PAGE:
A former Deputy Attorney General, Dr. Dominic Ayine, says he stayed within the bounds of fair and temperate speech in his views on the 2020 election petition judgment when he spoke on a CDD- Ghana platform.
Dr. Ayine has come under pressure since the Chief Justice took issues with his views on the said platform.
In a letter addressed to the Chairman of the Disciplinary Committee of the General Legal Council, the Chief Justice accused Dr. Ayine of stating that “the Supreme Court’s failure to apply the rules of procedures as well as the consistent and continuous dismissal of the petitioners’ applications or reliefs were the basis of his assertion.”
However, Mr. Ayine in an eleven-paged response insisted that his comments did not attack the reputation of the justices who sat on the election petition case.
“With all due respect to His Lordship, the Chief Justice, I wish to state that I stand by the opinion I expressed at the said roundtable discussion. I am firmly convinced that the opinion I expressed neither imperilled the independence of the judiciary nor did it cause any actual or potential harm to the reputation of the individual justices nor did it cause any actual or potential harm to the reputation of the individual justices who sat on the case.”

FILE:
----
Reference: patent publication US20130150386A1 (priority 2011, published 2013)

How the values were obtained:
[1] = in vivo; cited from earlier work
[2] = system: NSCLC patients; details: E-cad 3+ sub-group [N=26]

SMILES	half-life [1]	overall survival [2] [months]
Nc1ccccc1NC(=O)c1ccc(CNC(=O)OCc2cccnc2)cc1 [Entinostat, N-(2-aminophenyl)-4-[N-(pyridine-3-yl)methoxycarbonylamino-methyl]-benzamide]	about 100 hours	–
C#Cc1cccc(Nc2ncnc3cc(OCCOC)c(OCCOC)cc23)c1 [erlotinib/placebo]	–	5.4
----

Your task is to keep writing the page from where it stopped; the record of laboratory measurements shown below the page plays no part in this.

His response comes in the wake of calls by the opposition National Democratic Congress (NDC) for the Chief Justice to withdraw his petition to the General Legal Council.
The party insists the petition is an attempt by the Chief Justice to “intimidate and suppress views that are at variance with his.”
Even though the Disciplinary Committee of the Council is yet to hear the petition, the NDC believes the petition is an attack on freedom of speech.
The party made these comments on Monday, June 21, 2021, at a press conference addressed by its General Secretary, Johnson Asiedu Nketiah.
Dr. Ayine sided with persons who had criticised the Chief Justice’s petition, saying the filing of the complaint may set a “retrogressive precedent whereby disciplinary proceedings would be used as a tool to enforce silence from the bar in the name of shielding judges from disparaging criticism by lawyers. “